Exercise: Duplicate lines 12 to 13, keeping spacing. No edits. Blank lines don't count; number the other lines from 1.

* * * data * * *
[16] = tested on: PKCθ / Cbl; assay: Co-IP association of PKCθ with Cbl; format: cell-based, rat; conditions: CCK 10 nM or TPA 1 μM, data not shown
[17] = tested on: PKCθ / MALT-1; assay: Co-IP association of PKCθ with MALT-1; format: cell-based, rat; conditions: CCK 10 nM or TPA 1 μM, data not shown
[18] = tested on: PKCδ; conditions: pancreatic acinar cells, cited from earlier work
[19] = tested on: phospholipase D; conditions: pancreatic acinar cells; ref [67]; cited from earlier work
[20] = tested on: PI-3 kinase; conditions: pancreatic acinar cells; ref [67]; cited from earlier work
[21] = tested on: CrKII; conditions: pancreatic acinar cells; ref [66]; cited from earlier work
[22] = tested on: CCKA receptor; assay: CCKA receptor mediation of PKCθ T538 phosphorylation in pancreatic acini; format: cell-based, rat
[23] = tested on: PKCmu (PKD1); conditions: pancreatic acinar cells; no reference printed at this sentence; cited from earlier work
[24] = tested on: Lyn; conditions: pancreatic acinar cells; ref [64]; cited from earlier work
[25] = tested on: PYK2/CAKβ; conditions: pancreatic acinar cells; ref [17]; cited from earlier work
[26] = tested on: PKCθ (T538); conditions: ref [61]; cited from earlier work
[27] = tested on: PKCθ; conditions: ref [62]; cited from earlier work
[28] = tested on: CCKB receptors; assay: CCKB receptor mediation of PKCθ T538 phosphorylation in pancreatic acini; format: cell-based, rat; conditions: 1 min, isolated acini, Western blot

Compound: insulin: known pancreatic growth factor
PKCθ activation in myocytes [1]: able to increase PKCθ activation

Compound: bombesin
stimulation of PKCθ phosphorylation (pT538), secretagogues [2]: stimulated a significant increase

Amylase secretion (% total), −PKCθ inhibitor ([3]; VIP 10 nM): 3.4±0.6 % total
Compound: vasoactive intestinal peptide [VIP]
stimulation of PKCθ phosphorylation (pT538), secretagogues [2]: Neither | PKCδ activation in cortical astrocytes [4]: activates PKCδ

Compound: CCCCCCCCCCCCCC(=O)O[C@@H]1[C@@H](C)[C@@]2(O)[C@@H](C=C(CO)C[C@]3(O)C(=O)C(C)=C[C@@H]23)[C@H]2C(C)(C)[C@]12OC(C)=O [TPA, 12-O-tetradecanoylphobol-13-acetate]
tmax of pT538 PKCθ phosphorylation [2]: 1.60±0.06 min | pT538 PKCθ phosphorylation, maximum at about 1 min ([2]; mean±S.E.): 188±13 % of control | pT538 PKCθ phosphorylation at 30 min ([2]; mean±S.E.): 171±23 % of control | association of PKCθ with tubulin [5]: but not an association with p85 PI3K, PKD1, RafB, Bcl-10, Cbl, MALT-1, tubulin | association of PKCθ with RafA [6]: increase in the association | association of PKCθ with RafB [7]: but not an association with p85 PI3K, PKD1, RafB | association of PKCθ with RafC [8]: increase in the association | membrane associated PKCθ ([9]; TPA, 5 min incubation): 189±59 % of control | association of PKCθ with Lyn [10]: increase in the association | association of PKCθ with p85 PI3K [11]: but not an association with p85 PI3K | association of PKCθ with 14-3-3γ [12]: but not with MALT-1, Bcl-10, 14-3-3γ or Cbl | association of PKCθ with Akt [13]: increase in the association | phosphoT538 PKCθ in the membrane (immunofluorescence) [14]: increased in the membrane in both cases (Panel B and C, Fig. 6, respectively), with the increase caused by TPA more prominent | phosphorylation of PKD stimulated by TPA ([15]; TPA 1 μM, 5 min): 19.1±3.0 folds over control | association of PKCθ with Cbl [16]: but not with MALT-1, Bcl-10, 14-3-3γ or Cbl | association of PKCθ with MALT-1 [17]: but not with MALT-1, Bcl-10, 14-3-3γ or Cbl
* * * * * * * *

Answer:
[27] = tested on: PKCθ; conditions: ref [62]; cited from earlier work
[28] = tested on: CCKB receptors; assay: CCKB receptor mediation of PKCθ T538 phosphorylation in pancreatic acini; format: cell-based, rat; conditions: 1 min, isolated acini, Western blot